Automated systems, whether in manual or automatic mode, are complex systems where many different devices must work successfully to achieve the desired functionality. Sustaining automated system performance requires many different skill sets and planned activities to assure that the systems work as desired when required. In general, inherently safer practices can create safeguards that have less potential for dangerous failure, whether the failure occurs due to safeguard design, to a support system disruption or to human error. Some inherently safer practices bring a higher potential for spurious, or unnecessary, activation of the safety systems. If spurious operation causes intolerable losses, the functional specification should state a target spurious trip rate.
Inherently safer practices can significantly influence the automation equipment selection, fault tolerance, response to detected equipment failure, and response to detected support system failure, such as loss of communications or utilities. It is not possible to create a complete list of the automation features that could be considered inherently safer than alternative choices. Instead, each inherently safer strategy is defined below as it applies to automation. Then, a short list of examples is provided to illustrate the strategy.
Minimize applied to automation – reducing the use of automation features that tend to increase the failure mechanisms that result in system failure.
- Select devices that do not require additional instrumentation in order to make them function properly in the given process; for example, using a remote sealed level in plugging services instead of using a device that requires process connection purging, or using a mass flow meter instead of using pressure, temperature, and density to compensate a volumetric flow reading
- Minimize blind spots in measurement by using devices that are applicable over the full range of process operating modes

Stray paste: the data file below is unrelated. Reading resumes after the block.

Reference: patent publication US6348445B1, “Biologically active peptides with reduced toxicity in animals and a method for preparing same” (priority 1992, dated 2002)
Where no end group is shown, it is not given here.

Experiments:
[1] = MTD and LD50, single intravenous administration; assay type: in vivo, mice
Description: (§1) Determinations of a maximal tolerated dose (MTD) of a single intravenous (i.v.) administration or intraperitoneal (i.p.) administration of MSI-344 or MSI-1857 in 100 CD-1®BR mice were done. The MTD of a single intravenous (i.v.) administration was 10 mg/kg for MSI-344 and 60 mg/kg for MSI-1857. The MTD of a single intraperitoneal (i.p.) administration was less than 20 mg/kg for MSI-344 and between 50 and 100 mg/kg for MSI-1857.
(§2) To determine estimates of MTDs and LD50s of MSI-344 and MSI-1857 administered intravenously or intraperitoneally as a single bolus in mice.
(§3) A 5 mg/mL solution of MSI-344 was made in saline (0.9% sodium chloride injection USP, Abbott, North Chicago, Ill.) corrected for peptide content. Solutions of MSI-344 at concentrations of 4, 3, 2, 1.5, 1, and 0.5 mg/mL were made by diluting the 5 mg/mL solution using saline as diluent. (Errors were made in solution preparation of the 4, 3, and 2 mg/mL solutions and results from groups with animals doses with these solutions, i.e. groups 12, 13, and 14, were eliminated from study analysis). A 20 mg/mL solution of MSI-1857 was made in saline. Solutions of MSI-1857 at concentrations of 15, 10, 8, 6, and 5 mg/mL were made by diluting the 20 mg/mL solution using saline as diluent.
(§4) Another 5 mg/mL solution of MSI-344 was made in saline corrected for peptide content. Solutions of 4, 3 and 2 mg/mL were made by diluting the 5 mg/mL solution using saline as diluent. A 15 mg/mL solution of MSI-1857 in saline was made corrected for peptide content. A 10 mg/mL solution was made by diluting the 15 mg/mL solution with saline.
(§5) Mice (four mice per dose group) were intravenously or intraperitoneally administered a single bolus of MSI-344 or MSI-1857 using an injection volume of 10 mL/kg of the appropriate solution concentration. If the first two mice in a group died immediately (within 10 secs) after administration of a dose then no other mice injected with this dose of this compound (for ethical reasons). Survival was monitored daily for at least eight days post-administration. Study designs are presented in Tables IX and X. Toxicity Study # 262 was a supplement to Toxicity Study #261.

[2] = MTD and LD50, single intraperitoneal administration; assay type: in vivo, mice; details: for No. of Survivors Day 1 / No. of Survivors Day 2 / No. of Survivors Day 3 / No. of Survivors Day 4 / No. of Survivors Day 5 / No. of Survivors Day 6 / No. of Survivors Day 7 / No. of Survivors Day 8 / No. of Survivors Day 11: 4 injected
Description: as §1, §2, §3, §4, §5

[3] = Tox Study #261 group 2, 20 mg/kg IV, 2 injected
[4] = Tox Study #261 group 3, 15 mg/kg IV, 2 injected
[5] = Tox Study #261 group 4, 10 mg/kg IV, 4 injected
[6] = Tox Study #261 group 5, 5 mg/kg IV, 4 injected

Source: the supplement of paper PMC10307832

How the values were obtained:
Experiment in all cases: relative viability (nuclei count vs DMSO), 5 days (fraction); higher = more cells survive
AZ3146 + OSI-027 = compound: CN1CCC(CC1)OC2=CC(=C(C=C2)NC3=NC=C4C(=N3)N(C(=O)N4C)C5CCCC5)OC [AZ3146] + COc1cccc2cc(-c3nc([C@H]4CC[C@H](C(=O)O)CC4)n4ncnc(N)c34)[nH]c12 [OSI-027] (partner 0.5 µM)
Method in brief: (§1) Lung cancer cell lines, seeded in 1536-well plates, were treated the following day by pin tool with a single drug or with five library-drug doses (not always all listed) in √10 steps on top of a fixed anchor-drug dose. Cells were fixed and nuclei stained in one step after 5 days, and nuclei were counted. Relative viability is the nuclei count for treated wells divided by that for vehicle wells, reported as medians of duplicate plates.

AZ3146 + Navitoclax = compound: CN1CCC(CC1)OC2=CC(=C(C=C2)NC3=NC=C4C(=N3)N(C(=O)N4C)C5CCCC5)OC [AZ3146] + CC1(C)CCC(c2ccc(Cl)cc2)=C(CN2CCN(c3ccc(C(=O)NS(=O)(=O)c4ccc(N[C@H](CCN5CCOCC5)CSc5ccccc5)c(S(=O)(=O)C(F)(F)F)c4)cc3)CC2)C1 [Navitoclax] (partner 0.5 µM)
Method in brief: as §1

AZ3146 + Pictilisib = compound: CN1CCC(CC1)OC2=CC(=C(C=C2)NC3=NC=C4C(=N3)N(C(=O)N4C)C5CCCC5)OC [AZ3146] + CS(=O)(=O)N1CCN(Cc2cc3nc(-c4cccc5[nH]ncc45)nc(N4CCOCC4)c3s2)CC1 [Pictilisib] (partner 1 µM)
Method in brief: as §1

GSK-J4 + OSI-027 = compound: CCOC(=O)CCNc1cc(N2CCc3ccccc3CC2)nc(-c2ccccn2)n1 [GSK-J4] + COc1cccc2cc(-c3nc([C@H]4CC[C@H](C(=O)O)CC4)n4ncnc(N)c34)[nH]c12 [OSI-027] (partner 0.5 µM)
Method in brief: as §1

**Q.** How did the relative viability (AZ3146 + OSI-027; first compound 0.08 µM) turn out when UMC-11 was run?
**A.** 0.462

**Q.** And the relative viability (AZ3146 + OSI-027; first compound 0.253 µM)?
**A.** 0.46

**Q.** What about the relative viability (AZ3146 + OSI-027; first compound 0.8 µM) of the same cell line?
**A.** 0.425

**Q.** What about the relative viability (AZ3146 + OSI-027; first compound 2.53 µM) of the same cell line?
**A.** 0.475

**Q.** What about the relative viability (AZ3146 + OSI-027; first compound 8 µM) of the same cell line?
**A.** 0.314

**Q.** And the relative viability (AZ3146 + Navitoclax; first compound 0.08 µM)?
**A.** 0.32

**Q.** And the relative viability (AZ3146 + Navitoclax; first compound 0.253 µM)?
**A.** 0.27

- Where possible, eliminate inherently weak components, such as sight glasses, hoses, rotameters, bellows, and plastic components
Substitute applied to automation– replacing an automation feature with an alternative that reduces or eliminates the frequency of dangerous failure.
- Use materials of construction with lower corrosion or erosion rates
- Use a device that provides a direct measurement of the process parameter being controlled rather than using an indirect measurement
- Select devices that fail to the safe state on loss of any utility, such as power or instrument air, instead of devices which require energy to take action
Moderate applied to automation– using automation features to facilitate operating the facility under less hazardous conditions; using automation features which minimize or limit the impact of dangerous failure of the automation system on the process operation.
- Provide operator with redundant indication of safety variables using simple graphical displays that build trust in the automation system
- Consider minimum flow stops to prevent loss of flow in sensitive services
- Use confirmation of change prior to taking action on operator commands
- Provide first out indication and sufficient additional information to allow the operator to quickly diagnose and respond to the causes of process deviation
Simplify applied to automation– specifying automation features in a manner that eliminates unnecessary complexity and makes operating and maintenance errors less likely, and which is forgiving of errors.
- Configure systems such that loss of communication or loss of signal results in the safe state
- Make the navigation of the operator HMI and safety HMI intuitive and user-friendly
- Use distinctive labeling in plant documentation, the operator HMI, and on the components in the field for safety devices: use logical numbering for device groupings
- Use valve designs that offer a visual indication of actual position
These inherently safer practices should be implemented as part of the design, operation, maintenance, and testing of the process control and safety systems, where practicable. The sustainability and resiliency of these automation systems can be significantly enhanced through the application of the inherently safer strategies during the automation lifecycle. Contact SIS-TECH for more information on how to design and manage inherently safer automation.
Houston, Texas – SIS-TECH Solutions 2017 Training Course Calendar is now available. Courses cover process hazards analysis, risk assessment, alarm management and the design of instrumentation and controls systems for safety applications. Whether you simply need to know more about a subject or wish to obtain your certification in functional safety, SIS-TECH has a course for you.